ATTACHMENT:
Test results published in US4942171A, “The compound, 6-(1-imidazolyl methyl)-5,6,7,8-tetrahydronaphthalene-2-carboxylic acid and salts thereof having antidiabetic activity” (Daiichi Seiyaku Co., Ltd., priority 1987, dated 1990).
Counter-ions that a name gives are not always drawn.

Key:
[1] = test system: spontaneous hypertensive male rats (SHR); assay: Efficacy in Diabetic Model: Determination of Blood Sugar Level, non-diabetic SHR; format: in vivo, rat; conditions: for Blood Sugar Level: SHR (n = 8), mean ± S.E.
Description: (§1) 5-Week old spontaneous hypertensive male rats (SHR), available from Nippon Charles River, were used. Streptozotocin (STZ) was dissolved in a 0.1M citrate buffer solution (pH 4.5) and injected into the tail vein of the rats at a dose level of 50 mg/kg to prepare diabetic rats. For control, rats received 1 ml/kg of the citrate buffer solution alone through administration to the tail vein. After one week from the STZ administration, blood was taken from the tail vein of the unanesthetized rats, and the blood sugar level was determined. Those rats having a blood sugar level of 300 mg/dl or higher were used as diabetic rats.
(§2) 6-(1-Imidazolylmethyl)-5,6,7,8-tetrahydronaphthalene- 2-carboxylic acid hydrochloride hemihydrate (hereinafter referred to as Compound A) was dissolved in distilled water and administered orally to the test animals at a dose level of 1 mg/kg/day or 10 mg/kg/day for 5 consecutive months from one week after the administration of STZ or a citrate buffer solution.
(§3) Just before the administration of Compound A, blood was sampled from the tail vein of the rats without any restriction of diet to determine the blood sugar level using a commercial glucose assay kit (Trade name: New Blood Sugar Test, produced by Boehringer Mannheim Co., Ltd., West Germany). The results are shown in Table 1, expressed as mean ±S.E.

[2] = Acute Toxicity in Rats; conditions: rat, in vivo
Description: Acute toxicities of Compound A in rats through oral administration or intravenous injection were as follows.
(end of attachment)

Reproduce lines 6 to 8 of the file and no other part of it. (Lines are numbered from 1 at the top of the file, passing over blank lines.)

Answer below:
(§2) 6-(1-Imidazolylmethyl)-5,6,7,8-tetrahydronaphthalene- 2-carboxylic acid hydrochloride hemihydrate (hereinafter referred to as Compound A) was dissolved in distilled water and administered orally to the test animals at a dose level of 1 mg/kg/day or 10 mg/kg/day for 5 consecutive months from one week after the administration of STZ or a citrate buffer solution.
(§3) Just before the administration of Compound A, blood was sampled from the tail vein of the rats without any restriction of diet to determine the blood sugar level using a commercial glucose assay kit (Trade name: New Blood Sugar Test, produced by Boehringer Mannheim Co., Ltd., West Germany). The results are shown in Table 1, expressed as mean ±S.E.

[2] = Acute Toxicity in Rats; conditions: rat, in vivo